them (implicitly or explicitly) view economic knowledge as a logical
development of neoclassical economic theory. One way to understand this
system which is supported by positive evidence. ˜Supported™ usually means
development on the basis of a theory of the development of theories is to
that at least some predictions (or propositions) that logically follow from
characterize all theories as systems of assumptions where each assumption
their theories have been verified or confirmed. An unintended outcome of
is in the logical form of an ˜all-and-some™ statement. As I briefly discussed
this view of knowledge is that most economists are satisfied with an
in Chapter 1, an ˜all-and-some™ statement is one of the form ˜for all x there
argument whenever it allows for the possibility of the truth of their theory
is some y such that ...™. The ˜such that ...™ clause may or may not be
even though the theory at the same time may imply propositions which are
completely specified depending on whether or not, and to what extent, the
false. For example, a model may have several solutions, one of which is
theory has been completed. Thus an attempt, such as Wald™s, to complete a
© LAWRENCE A. BOLAND
62 Principles of economics Axiomatic analysis of equilibrium states 63
since it is limited to the comparison of two points. A strong version would refer
model of a Walrasian theory is in effect an attempt to specify the ˜such that
to a chain of comparisons of many points [see Houthakker 1950, 1961]. None
...™ clauses of the theory. Whether an ˜all-and-some™ statement is
of the discussion in this book will require us to be concerned with this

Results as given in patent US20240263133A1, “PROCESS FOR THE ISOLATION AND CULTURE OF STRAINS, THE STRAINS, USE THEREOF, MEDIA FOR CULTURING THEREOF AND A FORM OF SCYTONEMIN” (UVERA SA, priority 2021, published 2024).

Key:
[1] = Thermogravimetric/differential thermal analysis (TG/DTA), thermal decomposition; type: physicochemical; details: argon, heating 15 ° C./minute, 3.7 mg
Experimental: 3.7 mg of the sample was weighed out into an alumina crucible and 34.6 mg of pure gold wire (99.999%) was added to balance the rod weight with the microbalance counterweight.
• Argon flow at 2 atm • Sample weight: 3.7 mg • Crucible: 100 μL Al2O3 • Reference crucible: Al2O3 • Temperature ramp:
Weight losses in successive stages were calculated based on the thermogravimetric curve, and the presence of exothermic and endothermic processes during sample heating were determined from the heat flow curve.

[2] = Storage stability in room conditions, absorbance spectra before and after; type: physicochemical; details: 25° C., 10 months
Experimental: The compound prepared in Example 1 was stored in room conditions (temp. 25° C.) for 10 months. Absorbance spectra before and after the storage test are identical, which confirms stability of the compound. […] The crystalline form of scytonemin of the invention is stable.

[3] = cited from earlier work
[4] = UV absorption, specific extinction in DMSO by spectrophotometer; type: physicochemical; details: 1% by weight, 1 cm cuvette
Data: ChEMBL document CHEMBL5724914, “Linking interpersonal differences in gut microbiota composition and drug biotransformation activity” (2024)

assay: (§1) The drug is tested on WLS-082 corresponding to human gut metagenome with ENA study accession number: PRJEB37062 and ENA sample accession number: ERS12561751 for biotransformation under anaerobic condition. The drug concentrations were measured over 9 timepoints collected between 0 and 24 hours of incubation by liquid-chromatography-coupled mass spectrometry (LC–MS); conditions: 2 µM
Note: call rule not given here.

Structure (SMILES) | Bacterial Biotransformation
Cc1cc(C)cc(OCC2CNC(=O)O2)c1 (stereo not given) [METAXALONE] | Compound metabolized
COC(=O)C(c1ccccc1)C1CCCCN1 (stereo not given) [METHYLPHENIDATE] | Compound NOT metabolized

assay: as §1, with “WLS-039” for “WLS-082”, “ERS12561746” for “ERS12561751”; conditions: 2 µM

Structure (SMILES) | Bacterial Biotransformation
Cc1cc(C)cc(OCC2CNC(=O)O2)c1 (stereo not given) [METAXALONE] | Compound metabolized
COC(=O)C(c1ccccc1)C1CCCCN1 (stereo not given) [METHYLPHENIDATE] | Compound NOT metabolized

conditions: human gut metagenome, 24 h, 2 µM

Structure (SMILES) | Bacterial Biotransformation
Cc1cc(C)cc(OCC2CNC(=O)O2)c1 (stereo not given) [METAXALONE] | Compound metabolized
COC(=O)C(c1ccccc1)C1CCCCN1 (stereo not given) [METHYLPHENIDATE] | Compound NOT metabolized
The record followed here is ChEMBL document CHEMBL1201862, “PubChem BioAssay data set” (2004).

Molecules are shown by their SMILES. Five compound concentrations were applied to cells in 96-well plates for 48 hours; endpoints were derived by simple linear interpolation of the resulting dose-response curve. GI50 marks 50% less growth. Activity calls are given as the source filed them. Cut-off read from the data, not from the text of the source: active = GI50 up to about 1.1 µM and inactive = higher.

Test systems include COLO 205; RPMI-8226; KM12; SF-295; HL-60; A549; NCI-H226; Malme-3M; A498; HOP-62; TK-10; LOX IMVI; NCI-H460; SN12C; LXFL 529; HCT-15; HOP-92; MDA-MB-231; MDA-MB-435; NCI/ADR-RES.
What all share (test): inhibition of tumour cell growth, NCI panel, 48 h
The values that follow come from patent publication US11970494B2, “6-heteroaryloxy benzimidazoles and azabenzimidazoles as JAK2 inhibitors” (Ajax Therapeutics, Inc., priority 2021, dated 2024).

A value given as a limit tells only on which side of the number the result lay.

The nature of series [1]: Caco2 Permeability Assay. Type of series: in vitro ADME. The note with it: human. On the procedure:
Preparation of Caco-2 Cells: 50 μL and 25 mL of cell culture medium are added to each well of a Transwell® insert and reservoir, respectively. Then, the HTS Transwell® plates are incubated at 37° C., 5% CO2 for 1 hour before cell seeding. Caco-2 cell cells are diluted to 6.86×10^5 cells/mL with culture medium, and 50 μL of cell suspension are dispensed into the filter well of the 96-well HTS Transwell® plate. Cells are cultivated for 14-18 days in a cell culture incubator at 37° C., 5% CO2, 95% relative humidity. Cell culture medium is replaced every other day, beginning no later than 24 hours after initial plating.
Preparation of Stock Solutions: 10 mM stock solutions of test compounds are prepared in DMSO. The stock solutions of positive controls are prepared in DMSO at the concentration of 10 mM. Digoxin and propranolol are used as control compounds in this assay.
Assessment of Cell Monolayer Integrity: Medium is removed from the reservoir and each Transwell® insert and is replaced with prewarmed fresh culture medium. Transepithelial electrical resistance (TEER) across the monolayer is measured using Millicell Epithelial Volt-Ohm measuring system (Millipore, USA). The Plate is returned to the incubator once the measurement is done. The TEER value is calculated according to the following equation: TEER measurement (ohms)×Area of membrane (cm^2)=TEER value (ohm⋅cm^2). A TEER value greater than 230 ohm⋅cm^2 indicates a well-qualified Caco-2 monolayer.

empirically testable is a question of how the ˜such that ...™ clause has been distinction so I will not be emphasizing the ˜weakness™ of this axiom.
completed. It is always possible to complete a theory without making it 7 The arrowhead on the price“consumption curve indicates the direction along
testable; for example, by making it circular. 12 which the changing price increases for the given income and price of the other
good.
The specification of the ˜such that ...™ clauses is almost always ad hoc,
8 This interpretation of the Axiom of Revealed Preference will be the subject of
and so is the completion of an axiomatic system. The history of formal
Chapter 13.
model-building in neoclassical economics is one of a sequence of efforts to 9 Note Figure 4.5 can be used to represent two kinds of appropriate Z-lines
complete systems of ideas which rationalize certain enduring propositions. simply by swapping the X1 and X2 labels (and the P1 and P2 labels).
The specification of the nature of indifference curves by Hicks and Allen 10 Paul Samuelson has in effect attempted to deal with this in Chapter 5 of his
published PhD thesis [1947/65]. I have discussed his attempt in Boland [1989,
[1934], the specification of imperfect competition by Robinson [1933/69],
Chapter 1].
the specification of the idea of a market equilibrium by Samuelson
11 Whether multiple equilibria represent contrary situations depends on what we
[1947/65], and the attempts of Franco Modigliani [1944] and Donald are trying to explain. For example, if we were trying to explain the
Patinkin [1956] to explain Keynes, are all examples of developments in the price“quantity in market A and we found that it was compatible with various
neoclassical theory which amount to completions of ˜such that ...™ clauses. equilibria in market B, there would be no problem. But, if there are various
possible equilibria in market A allowed by our explanation of market A, then we
These are also examples of placing requirements on theories which are
have an incomplete explanation.
similar to requirements of typical axiomatic analyses.